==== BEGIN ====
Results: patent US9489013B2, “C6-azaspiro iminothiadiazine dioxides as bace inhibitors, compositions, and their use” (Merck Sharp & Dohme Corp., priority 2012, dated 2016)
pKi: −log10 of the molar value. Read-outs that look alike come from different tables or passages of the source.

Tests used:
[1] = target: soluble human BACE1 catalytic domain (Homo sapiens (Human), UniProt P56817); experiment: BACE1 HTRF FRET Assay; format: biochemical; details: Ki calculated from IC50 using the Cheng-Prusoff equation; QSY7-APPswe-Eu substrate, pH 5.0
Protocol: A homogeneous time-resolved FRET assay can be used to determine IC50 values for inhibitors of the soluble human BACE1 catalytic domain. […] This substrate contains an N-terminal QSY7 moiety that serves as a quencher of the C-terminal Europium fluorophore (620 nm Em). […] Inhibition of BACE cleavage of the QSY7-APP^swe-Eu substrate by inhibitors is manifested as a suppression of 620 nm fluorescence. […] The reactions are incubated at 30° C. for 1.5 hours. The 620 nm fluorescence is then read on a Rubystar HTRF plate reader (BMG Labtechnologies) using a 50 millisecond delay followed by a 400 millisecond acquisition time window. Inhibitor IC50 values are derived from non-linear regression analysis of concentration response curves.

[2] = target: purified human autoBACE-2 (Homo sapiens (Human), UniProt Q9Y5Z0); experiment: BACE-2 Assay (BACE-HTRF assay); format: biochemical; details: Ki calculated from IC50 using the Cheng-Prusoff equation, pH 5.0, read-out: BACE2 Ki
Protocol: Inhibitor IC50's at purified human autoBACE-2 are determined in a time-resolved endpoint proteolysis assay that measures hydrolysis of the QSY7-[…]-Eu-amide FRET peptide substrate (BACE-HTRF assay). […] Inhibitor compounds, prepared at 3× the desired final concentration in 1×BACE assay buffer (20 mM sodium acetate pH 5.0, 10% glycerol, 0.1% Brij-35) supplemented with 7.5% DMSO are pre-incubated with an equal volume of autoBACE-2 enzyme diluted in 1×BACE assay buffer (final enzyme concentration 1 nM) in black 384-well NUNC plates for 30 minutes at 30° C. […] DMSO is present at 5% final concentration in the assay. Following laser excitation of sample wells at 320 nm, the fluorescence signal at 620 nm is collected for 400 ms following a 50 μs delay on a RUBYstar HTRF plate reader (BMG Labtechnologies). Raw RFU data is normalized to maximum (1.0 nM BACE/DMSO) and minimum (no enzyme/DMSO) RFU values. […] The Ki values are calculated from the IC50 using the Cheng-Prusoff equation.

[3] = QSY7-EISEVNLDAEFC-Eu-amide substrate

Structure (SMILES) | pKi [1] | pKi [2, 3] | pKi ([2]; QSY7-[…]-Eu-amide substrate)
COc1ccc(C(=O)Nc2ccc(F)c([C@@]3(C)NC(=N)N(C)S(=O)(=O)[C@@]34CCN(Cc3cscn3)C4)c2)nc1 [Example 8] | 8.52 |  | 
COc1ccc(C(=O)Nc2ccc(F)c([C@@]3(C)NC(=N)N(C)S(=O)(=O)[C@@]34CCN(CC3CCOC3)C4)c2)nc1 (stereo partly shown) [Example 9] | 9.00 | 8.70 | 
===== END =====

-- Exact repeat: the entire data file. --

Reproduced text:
Results: patent US9489013B2, “C6-azaspiro iminothiadiazine dioxides as bace inhibitors, compositions, and their use” (Merck Sharp & Dohme Corp., priority 2012, dated 2016)
pKi: −log10 of the molar value. Read-outs that look alike come from different tables or passages of the source.

Tests used:
[1] = target: soluble human BACE1 catalytic domain (Homo sapiens (Human), UniProt P56817); experiment: BACE1 HTRF FRET Assay; format: biochemical; details: Ki calculated from IC50 using the Cheng-Prusoff equation; QSY7-APPswe-Eu substrate, pH 5.0
Protocol: A homogeneous time-resolved FRET assay can be used to determine IC50 values for inhibitors of the soluble human BACE1 catalytic domain. […] This substrate contains an N-terminal QSY7 moiety that serves as a quencher of the C-terminal Europium fluorophore (620 nm Em). […] Inhibition of BACE cleavage of the QSY7-APP^swe-Eu substrate by inhibitors is manifested as a suppression of 620 nm fluorescence. […] The reactions are incubated at 30° C. for 1.5 hours. The 620 nm fluorescence is then read on a Rubystar HTRF plate reader (BMG Labtechnologies) using a 50 millisecond delay followed by a 400 millisecond acquisition time window. Inhibitor IC50 values are derived from non-linear regression analysis of concentration response curves.

[2] = target: purified human autoBACE-2 (Homo sapiens (Human), UniProt Q9Y5Z0); experiment: BACE-2 Assay (BACE-HTRF assay); format: biochemical; details: Ki calculated from IC50 using the Cheng-Prusoff equation, pH 5.0, read-out: BACE2 Ki
Protocol: Inhibitor IC50's at purified human autoBACE-2 are determined in a time-resolved endpoint proteolysis assay that measures hydrolysis of the QSY7-[…]-Eu-amide FRET peptide substrate (BACE-HTRF assay). […] Inhibitor compounds, prepared at 3× the desired final concentration in 1×BACE assay buffer (20 mM sodium acetate pH 5.0, 10% glycerol, 0.1% Brij-35) supplemented with 7.5% DMSO are pre-incubated with an equal volume of autoBACE-2 enzyme diluted in 1×BACE assay buffer (final enzyme concentration 1 nM) in black 384-well NUNC plates for 30 minutes at 30° C. […] DMSO is present at 5% final concentration in the assay. Following laser excitation of sample wells at 320 nm, the fluorescence signal at 620 nm is collected for 400 ms following a 50 μs delay on a RUBYstar HTRF plate reader (BMG Labtechnologies). Raw RFU data is normalized to maximum (1.0 nM BACE/DMSO) and minimum (no enzyme/DMSO) RFU values. […] The Ki values are calculated from the IC50 using the Cheng-Prusoff equation.

[3] = QSY7-EISEVNLDAEFC-Eu-amide substrate

Structure (SMILES) | pKi [1] | pKi [2, 3] | pKi ([2]; QSY7-[…]-Eu-amide substrate)
COc1ccc(C(=O)Nc2ccc(F)c([C@@]3(C)NC(=N)N(C)S(=O)(=O)[C@@]34CCN(Cc3cscn3)C4)c2)nc1 [Example 8] | 8.52 |  | 
COc1ccc(C(=O)Nc2ccc(F)c([C@@]3(C)NC(=N)N(C)S(=O)(=O)[C@@]34CCN(CC3CCOC3)C4)c2)nc1 (stereo partly shown) [Example 9] | 9.00 | 8.70 | 